Question about The Computers & Internet
The best line of defense on the web starts with user awareness. Avoid the risk of web security attacks
1. Use Strong Passwords
It used to be that 3 or 4 character passwords would keep your information safe. However, as technology has advanced, so have the abilities and ways to crack passwords.
Now, your passwords need at least 8 characters with a mixture of lower case letters, capitals, numbers, and a special character like an exclamation mark is highly recommended.
Don't make your password a familiar phrase. It might be easy for you to remember the phrase "I love my children" but a ?password?cracking software will break that in no time. A great idea is to take the first letter of a phrase you will remember and use those, like this:
"I love my children, John, Mary, and Phil" would be "ILm3c-JM&P".
Never use a password twice. If someone hacks into any of your accounts then could access your bank accounts, your online purchase accounts, and any other?important information.
2. Two-Factor Authorization.
A two-factor authorization comes in handy when a website recognizes a different IP address is used to login to a website like your Google account. You are immediately sent a text message with a phone number you registered with to confirm if it is you. If you didn't log in, you should immediately change the password to secure your account.
As technology changes, it becomes increasingly challenging for businesses of all types to keep their personal and customer's information on the web secure.
Web security is important to keeping hackers and cyber-thieves from accessing sensitive information. Without a proactive security strategy, businesses risk the spread and escalation of malware, attacks on other websites, networks, and other IT infrastructures. If a hacker is successful, attacks can spread from computer to computer, making it difficult to find the origin.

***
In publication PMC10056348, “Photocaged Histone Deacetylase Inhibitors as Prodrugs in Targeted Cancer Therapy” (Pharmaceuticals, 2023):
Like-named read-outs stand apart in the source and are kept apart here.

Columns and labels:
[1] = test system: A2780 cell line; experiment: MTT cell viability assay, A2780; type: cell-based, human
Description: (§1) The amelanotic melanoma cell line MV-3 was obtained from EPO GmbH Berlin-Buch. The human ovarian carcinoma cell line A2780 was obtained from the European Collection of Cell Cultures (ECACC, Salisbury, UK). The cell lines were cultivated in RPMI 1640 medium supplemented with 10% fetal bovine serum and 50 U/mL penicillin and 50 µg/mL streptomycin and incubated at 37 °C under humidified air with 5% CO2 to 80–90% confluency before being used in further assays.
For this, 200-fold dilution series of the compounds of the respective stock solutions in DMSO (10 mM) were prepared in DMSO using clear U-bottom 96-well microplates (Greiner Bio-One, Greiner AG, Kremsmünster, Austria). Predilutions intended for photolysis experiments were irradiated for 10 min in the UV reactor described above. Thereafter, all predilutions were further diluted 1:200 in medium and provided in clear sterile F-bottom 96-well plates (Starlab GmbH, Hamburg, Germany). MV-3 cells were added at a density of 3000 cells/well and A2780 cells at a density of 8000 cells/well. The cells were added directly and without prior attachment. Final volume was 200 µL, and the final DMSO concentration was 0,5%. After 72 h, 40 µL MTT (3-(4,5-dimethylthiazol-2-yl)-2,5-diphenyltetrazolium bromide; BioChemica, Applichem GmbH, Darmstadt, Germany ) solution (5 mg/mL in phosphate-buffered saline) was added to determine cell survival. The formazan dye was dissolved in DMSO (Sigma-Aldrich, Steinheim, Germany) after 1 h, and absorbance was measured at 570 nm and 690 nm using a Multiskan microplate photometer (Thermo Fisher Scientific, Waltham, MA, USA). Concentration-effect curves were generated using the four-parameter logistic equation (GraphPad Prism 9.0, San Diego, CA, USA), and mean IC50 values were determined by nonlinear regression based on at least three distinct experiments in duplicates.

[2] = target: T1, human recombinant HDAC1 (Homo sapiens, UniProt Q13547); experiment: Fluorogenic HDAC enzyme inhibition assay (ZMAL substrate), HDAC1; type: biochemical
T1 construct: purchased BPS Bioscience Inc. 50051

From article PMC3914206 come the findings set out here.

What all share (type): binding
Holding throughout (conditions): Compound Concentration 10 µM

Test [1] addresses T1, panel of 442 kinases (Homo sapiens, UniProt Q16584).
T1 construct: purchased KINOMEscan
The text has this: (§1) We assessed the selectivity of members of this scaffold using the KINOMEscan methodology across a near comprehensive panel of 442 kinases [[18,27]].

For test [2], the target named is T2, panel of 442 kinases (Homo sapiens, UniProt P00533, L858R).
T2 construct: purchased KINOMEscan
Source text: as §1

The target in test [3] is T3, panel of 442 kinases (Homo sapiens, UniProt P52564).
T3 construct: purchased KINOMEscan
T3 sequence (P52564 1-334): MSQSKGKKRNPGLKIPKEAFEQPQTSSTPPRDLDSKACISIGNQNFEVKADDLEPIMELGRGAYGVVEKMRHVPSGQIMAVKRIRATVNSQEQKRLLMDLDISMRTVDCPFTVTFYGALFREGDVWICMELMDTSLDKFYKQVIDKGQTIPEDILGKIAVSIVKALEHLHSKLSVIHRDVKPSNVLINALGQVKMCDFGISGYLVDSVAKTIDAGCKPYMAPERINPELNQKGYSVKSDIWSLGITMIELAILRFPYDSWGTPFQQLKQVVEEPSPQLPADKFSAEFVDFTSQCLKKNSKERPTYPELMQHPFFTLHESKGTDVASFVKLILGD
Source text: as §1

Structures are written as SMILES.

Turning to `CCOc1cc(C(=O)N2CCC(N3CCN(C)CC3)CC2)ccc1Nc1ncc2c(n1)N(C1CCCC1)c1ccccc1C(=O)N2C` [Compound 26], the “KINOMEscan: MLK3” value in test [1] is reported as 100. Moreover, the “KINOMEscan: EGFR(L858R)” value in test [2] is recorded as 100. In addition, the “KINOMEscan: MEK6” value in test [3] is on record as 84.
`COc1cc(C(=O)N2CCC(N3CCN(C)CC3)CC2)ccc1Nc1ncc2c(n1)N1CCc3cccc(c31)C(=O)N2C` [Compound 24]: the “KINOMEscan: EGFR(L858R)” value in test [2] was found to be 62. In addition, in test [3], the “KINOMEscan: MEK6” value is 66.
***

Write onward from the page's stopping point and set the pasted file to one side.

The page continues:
3. Always Use Secure Networks
When logging into financial and other crucial websites, look at the address bar before logging into your bank website and other sites on which you have personal information. If the address starts with HTTPS then you know it is secured (by the added "s"). If it doesn't, then you either have the wrong login page or it is possibly a spoof (fake) website.
Never click on a link in an email that seems suspicious. Better yet, never click on a link that comes from any crucial website such as your bank. Simply go to the website link you trust and have saved in your bookmarks to?login, or call them. They will understand your caution
4. Use More Than One Email Address
The email you use for your personal banking might be more secure if you use a different email for things like Facebook, Twitter, and even?EBay. If someone were to hack into one then they would not automatically have access to the others.
5. Be Cautious About Posting Your Email Address Online
This is simply an invitation for spam if nothing else, but it also opens up a message of "Hey, hack me. Here's my email." Avoid posting your email address on forums, review sites, and message boards where spammers can easily pick up your address.
Posted on Oct 11, 2021
Tips for a great answer:
Usually answered in minutes!
Step 2: Please assign your manual to a product: